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Singer, fencer, author, pilot, DJ, father, etc... Bruce is truly a renaissance man in our modern times. Without needlessly going into a past every Metalhead knows about (or should know about by now) it will be said that this album is much better than it’s been credited for here. Unlike his first solo effort, 'BTP' is heavier and more adventurous. Granted there is a Hard Rock feel to the music in some places, it’s still heavier than a lot of things to come out at that time. Heaven forbid Bruce embrace several different styles and incorporate them into his own.
The production is about the same, maybe a little better than what we heard on 'Fear of the Dark'. The guitars are very bluesy and laidback. There is a dark and sinister feel on several of the tracks. Mixed with these emotions there is also a feeling of loss and struggle. There are a bunch of solos and leads laced throughout a somewhat tribal background. There is an equal amount of crunch to open chord in all the songs.
The bass has some funk in it and this adds a new level to the down tempo songs. He doesn't follow the guitars very much. The drums are surprisingly standard with few to little surprises. There is even a little keyboard work in the background of some songs.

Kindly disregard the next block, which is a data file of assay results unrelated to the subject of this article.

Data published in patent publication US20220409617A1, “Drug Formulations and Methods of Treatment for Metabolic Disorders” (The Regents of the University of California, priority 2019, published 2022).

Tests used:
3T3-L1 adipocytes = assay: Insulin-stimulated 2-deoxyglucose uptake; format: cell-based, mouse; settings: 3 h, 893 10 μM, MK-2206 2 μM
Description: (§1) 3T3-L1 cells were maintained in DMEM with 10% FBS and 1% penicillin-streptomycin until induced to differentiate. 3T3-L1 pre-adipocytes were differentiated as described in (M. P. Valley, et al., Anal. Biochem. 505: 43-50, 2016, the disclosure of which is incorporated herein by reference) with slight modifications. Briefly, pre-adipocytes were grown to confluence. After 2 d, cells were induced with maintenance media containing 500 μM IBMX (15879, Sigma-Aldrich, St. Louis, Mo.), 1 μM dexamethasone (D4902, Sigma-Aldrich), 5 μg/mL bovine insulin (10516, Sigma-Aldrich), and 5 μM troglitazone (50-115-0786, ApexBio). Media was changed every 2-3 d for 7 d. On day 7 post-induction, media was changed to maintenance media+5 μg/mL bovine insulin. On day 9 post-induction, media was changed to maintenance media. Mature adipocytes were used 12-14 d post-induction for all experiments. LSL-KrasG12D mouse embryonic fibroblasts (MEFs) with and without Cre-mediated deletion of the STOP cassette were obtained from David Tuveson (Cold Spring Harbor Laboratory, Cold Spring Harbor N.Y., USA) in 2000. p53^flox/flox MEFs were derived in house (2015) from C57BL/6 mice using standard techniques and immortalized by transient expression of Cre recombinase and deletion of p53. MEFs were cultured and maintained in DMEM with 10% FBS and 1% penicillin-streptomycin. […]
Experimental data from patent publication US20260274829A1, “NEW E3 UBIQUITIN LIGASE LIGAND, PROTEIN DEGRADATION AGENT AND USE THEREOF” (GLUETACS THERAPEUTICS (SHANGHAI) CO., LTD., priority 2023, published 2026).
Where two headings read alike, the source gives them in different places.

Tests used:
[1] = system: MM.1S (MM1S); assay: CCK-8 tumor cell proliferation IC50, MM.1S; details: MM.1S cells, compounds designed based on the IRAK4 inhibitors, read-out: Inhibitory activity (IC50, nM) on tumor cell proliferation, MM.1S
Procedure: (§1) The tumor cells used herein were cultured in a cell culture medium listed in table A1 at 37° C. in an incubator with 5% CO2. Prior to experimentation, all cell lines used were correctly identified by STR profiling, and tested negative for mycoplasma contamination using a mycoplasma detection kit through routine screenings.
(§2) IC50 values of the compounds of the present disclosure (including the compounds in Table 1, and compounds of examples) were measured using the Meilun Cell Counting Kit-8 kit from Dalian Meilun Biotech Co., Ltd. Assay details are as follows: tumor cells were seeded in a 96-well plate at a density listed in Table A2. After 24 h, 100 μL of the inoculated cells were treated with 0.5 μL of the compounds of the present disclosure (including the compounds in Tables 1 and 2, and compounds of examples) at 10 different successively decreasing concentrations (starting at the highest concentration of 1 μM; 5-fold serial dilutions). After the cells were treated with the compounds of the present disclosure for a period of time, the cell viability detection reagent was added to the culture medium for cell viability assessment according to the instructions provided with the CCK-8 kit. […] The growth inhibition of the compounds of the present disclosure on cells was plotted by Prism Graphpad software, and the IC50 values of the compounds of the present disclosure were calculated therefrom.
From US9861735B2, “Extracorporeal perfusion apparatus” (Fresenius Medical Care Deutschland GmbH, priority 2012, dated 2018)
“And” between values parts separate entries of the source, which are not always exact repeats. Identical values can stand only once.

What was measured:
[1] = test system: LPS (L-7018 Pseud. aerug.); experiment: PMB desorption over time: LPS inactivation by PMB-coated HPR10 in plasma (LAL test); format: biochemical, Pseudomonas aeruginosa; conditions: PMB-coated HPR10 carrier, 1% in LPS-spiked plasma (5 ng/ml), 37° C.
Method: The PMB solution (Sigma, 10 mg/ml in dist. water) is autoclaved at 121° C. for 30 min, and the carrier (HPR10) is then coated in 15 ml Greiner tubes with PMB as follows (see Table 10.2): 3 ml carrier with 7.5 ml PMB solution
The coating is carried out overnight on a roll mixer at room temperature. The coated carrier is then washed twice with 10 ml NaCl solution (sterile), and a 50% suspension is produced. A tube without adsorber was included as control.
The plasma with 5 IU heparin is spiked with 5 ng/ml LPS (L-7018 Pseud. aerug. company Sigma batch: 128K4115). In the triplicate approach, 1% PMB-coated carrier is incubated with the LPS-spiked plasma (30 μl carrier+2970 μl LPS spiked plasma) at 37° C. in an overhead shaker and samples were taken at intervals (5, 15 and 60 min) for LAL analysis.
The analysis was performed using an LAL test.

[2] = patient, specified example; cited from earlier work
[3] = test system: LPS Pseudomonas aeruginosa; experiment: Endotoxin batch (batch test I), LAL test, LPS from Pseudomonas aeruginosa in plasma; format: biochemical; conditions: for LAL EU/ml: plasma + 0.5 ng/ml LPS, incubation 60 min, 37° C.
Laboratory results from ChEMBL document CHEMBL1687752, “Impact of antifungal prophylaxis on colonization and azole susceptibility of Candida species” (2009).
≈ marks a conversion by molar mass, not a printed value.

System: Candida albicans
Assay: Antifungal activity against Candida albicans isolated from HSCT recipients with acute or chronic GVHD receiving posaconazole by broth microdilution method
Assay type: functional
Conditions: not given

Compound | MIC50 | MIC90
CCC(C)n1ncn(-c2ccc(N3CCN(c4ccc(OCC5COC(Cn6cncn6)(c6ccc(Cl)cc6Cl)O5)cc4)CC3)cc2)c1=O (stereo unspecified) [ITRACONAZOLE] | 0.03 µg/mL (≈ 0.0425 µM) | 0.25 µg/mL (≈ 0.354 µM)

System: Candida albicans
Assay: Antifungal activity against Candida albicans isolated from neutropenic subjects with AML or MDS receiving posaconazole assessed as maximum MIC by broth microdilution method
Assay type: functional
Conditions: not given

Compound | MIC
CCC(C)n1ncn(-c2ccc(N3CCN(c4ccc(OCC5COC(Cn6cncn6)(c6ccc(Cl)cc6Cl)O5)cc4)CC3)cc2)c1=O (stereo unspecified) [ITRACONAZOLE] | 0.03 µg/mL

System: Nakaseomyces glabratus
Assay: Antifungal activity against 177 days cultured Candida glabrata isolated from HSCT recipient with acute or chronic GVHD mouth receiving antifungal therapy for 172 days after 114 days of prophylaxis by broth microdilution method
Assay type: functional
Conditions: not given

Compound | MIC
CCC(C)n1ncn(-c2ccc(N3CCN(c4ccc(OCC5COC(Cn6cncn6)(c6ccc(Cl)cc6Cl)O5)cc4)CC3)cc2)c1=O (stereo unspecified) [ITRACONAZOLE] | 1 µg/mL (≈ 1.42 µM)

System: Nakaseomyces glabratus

Bruce's voice is incredible. This is what we should have heard on 'No Prayer for the Dying' and 'Fear of the Dark'. He doesn't rasp his voice and it’s practically all clean. He reminds us why he is such a force to be reckoned with on every track.
The only real complaints here are the political overtones in the lyrics and their utter lack of subtlety. We don't want to hear a British man complaining about American politics, especially when we're used to hearing him sing about fantasy and history. Sound bites of former presidents take away from the escapism that we have come to expect. This album has taken a considerable amount of flack from the usual fan boys. This album in terms of quality isn't that far removed from the first four Danzig records. They're both Blues based Metal, they both have seemingly simple production and musicianship. The difference here is Bruce's Metal is heavier and of a higher caliber. There's also more variation in the vocals, song structure and musical relevance.
While its true, Bruce’s' later offerings would yield a more positive response, his earlier work has merit and shouldn't be over looked. This is something that he could've expanded on but didn't. Whether or not that's a bad thing considering how his later albums have been received is up for debate. Needless to say, this is worth owning as it’s a good piece of Heavy Metal music.